The META Group Inc. which sells IT industry market and technology analyses, have come up with a very poor report on RFID tags which is circulating, presumably to influential people, and who are paying no fewer than seven "analysts" for their opinions.
c.f. the RFID Privacy happenings blog:
Here are some opinions for free:
It would appear that the META Group's so called "analysts" have either not bothered to read the
"Position Statement on the Use of RFID on Consumer Products"
or that there is a hidden commercial agenda behind their allegedly impartial advice. How many of META Group's customers have a vested commercial interest for or against the RFID bandwagon ?
What difference does it make if the normal read range of a consumer item level RFID tag is only sufficient to span the doorway entrance to a shop or other public place ? If, as at present, the cheap but stupid RFID tags or Smart Labels cannot be killed at the checkout, then they can be promiscuously read by doorway readers in other shops etc. Why won't the cost of readers fall as RFID tags are rolled out in their billions ?
Just because the tags do not contain your actual name, address and credit card details, they do contain a "unique" serial number, and so they could easily become the "3rd. Party cookies" secret consumer profiling tools of the "Internet of Things"
More of this report has now emerged out into the public domain:
"RFID SECURITY SCARES IGNORE FACTS"
This report does not even do justice to the proponents of the current state of the technology. The authors seem to be ignorant of the successful warehouse pallet and crate level trials of the last year, the developments in manufacturing technology such as fluidic assembly or conductive ink printed antennas, which are driving down the cost of the RFID tags, or the whole concept of an Auto-ID/EPCglobal scalable "Internet of Things"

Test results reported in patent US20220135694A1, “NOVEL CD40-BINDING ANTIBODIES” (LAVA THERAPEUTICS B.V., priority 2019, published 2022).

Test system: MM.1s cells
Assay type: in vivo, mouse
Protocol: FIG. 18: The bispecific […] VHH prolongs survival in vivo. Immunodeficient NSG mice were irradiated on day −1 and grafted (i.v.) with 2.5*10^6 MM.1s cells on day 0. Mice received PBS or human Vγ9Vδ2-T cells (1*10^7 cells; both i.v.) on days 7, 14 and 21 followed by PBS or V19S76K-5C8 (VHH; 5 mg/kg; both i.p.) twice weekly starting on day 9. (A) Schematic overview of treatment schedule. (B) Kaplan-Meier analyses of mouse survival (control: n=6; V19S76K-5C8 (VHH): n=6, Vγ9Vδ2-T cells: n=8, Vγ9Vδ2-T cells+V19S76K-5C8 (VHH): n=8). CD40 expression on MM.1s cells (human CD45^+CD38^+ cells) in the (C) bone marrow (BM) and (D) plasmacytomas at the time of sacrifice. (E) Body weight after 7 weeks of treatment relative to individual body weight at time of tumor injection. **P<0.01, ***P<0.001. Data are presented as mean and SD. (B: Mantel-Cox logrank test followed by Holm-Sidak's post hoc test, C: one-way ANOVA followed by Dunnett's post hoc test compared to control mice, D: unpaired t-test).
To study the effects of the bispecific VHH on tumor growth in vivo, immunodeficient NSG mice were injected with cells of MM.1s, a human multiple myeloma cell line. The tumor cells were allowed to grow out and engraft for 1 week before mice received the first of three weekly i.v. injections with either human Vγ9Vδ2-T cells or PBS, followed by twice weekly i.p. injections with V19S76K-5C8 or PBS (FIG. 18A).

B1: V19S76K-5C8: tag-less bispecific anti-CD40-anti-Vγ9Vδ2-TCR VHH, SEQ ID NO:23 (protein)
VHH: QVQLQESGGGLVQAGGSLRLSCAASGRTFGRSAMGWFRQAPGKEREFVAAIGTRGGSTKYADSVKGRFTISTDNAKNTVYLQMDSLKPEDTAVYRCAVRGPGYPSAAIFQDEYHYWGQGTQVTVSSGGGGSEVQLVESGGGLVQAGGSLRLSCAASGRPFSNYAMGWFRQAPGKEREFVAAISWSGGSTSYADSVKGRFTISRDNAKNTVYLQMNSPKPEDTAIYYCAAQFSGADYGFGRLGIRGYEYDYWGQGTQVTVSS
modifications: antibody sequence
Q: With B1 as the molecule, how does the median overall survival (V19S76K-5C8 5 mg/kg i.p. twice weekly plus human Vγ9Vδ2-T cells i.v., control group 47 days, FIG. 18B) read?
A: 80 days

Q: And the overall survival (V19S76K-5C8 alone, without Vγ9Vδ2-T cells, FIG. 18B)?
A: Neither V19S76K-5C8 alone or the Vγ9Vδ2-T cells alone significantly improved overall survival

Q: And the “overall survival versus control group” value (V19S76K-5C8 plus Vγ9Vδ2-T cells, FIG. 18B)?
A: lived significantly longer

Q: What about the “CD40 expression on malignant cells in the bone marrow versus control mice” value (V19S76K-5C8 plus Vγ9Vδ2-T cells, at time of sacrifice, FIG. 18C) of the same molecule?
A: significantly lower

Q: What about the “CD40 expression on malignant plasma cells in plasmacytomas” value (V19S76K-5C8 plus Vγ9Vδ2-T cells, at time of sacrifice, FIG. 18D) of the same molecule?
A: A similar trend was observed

The so called "analysts" have also ignored the real personal privacy issues associated by concentrating on the straw man of "satellite tracking", an issue which is dealt with in the Position Paper mentioned above.
They do not even mention some of the real security as opposed to privacy problems with RFID tags:
- Denial of Service attacks via radio in the unlicensed, no-action-from-the-authorities-if-there-is-interference Industrial, Scientific and Medical bands - remember that exclusive radio frequency allocation licences cost the mobile phone industry tens of billions to secure.
- The weak 24 bit passwords in the EPCglobal Class 0 High Frequency 13.56 MHz tag standard
- The astonishingly weak 8 bit passwords in the EPCglobal Class 1 Ultra High Frequency 868-930 MHz tag standard
"META Group analysts Dwight Klappich, Bruce Hudson, Gene Alvarez, Tim McLaughlin, Chris Kozup, John Brand, and Jack Gold contributed to this article."
Who paid for seven "analysts" to come up with such a weak and misleading report ?